•December 3, 2019 • 1 Comment


After tackling Cyberzone, I felt culturally obliged to cover another stinky futuristic game show from the same period. Scavengers went out on ITV in the summer of 1994, thrust into the prime Saturday tea-time slot where Gladiators had become a national obsession, with huge expectations. What’s it about? Ehh, I’ll let the opening narration explain.

The time: the future. The place: deep space. Aboard the mother ship Scavenger, the shuttle-craft Vulture prepares for take-off. At the helm, Commander John Leslie and a trainee rookie squad. Their mission: To locate the stricken cargo ship, Cyclops; legacy of a long-gone intergalactic war. To scavenge, salvage, and survive with honor! These are… The Scavengers!

Note that Leslie is credited, not as a character, but as Commander John Leslie, suggesting it’s the John Leslie from 1994, put into cryogenic stasis in an effort to save Earth’s mightiest specimens before the planet was ravaged by space genocide. Who else would’ve been on that mid-90’s ark; Stephen Hawking? Statto? Jo Guest? Leslie’s dressed like the Colonial Marines from Aliens, or Robocop if he’d gotten divorced rather than shot to bits. The armour’s got muscle shapes on it, right down to the cum-gutters on his hips, though his height just accentuates the stringy arms. His right eye’s marked by a scar, a testimony to his having seen combat. I wonder if he found a moment’s wistful pause while striding across battlefields of bones, to remember his old Blue Peter pals?

They’ll all be gone now,” he’ll have thought, from hundreds of years in the future; “Anthea, Diane-Louise.. even George the Tortoise. All dead.” Perhaps he made a journey to the ruins of the Blue Peter Garden — its pond now awash with blood, lapped by radiation-mutated goldfish with three anuses — to lay a wreath in their memory.


John Leslie prods buttons at the helm of a ship, against a greenscreened window showing the blackness of deep space lit by explosions, with clipart visuals you’d expect from ITV in 1994. Armoured contestants sit strapped into the back, once again, just like in Aliens. This, plus background music that’s often reminiscent of Jerry Goldsmith’s score, isn’t a coincidence. Scavengers was produced with Carlton in association with 20th Century Fox; rights holders to the Alien franchise; and its working title was Aliens: The Game Show, however, this was nixed by Ridley Scott, and rebranded into something more generic. Around this time, the officially licensed Alien War was a popular attraction at London’s Trocadero, and there’s obvious similarities in having regular folks be dragged through the grates and grills of a darkly-lit spaceship by some guy in space-army gear who can’t act.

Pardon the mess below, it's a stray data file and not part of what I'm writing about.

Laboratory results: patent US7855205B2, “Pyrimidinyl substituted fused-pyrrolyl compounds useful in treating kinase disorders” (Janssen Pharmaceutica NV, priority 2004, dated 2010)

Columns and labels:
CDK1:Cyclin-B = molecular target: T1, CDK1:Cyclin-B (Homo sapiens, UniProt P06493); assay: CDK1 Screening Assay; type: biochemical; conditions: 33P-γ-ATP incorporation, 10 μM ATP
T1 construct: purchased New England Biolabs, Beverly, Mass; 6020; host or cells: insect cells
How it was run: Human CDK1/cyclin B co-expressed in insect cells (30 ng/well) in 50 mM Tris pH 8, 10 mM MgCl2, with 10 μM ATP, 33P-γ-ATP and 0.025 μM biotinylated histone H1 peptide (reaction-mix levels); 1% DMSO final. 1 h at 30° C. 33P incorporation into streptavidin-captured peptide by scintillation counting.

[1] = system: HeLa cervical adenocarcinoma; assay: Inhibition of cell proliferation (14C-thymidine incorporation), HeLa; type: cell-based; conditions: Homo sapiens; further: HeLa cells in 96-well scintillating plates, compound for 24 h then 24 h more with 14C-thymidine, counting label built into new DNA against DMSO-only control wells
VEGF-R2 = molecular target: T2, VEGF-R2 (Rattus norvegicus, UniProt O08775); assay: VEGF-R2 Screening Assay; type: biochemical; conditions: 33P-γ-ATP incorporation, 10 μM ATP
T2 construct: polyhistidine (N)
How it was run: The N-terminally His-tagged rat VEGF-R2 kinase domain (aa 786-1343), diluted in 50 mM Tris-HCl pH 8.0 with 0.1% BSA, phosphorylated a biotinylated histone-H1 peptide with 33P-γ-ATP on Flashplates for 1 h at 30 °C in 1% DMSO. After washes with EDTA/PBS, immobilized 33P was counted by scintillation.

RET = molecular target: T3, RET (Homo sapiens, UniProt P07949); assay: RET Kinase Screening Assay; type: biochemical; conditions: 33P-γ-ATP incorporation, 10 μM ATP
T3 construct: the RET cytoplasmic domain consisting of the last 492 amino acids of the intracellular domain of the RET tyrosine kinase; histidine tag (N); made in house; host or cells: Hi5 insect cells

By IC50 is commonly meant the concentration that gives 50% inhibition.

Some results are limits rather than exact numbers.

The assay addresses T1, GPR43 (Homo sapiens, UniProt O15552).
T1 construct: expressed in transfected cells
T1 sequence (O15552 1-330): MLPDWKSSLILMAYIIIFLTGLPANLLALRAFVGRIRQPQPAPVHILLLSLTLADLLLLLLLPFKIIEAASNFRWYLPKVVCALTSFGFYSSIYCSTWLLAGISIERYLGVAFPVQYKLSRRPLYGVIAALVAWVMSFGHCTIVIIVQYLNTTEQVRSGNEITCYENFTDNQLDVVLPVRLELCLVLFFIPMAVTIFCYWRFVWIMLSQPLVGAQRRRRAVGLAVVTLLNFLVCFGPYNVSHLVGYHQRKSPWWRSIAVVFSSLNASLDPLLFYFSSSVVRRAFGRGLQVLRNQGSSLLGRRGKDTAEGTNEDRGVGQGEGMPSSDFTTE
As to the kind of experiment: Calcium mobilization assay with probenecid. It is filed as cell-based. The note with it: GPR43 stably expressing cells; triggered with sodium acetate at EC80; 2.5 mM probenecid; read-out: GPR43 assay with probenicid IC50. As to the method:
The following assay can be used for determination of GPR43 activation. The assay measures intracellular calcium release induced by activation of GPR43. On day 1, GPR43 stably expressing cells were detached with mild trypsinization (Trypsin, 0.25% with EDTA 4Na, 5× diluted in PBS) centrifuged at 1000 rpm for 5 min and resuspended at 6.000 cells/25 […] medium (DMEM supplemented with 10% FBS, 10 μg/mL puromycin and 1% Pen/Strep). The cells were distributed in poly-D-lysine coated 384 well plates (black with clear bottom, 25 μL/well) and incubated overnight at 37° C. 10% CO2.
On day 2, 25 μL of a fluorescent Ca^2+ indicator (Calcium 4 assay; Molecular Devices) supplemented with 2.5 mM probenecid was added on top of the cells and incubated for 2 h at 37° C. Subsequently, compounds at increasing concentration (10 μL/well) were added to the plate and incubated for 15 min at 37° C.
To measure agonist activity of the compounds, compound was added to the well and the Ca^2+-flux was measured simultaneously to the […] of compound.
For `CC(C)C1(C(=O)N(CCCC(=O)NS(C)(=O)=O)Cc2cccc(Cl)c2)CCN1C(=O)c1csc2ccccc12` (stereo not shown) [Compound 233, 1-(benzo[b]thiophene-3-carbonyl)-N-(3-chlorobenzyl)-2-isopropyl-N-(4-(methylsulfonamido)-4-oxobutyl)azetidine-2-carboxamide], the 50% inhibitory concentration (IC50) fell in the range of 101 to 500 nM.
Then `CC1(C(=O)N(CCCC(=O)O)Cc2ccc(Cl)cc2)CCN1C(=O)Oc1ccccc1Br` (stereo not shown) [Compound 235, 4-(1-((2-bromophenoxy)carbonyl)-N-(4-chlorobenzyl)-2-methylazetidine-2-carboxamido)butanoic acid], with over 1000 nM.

But the deathly seriousness of do-or-die galactic apocalypse is immediately deflated when John Leslie does the usual pre-game chat with the contestants, with everyone dressed like they’re part of a terrible space-Vietnam but trying not to laugh. “What’s so funny?” he asks, while smirking himself; “Cyclops awaits, it’s a deadly serious business out there!” It’s doubly awkward as they’ve clearly not done a pre-interview, with all the answers ums and ahs — “Are you naturally strong?” “I’m not sure?” Asking one pair if they compliment each other, Peter (who’s white) says of he and team-mate Dawn (who’s not) “I think the colours go well together!” while gesturing at each other’s skin-tone. So, this is the future utopia Star Trek promised?


The male contestants also have sculpted muscles on their outfits, while the women have booby armour, possibly to protect them from– (that’s enough, Ed), which looks like two metal coconut shells glued to a wetsuit. Before we begin, Commander Leslie introduces the imaginatively-named Android, ‘Android’; a sexy robot woman with pointy boobs and one bare shoulder, whose job is directing them where to go and adding up the scores. Leslie steers the Vulture through fiery debris and in through the smashed hull of the disintegrating Cyclops, swerving through fireballs and lightning bolts. “Here she comes, nice and gently,” he says, with all the urgency of getting his Land Rover between the white lines in Aldi’s carpark. And then, we’re off!

In format, Scavengers is essentially Crystal Maze with John Leslie as Richard O’Brien — even borrowing their clock countdown sound effect — but with half the show taken up by the bits where they’re madly running between zones. It’s during these that one thing really stands out; the set is absolutely fucking enormous. Seriously, it’s the biggest set I’ve ever seen. In the two episodes I watched, barring the finale, they never repeated a game, with each task taking place in separate, uniquely designed industrial stages. Housed at Pinewood, it’s a steel maze of corridors and platforms, guffing pipes and swinging chains, metal gantries flooded with dry ice, and spurting random fires. Designed by Quentin Chases, who previously made the arena games for Gladiators, it cost an extraordinary £2.5m, which was recouped by reusing it to tape the international versions, as Fort Boyard would with its fortress.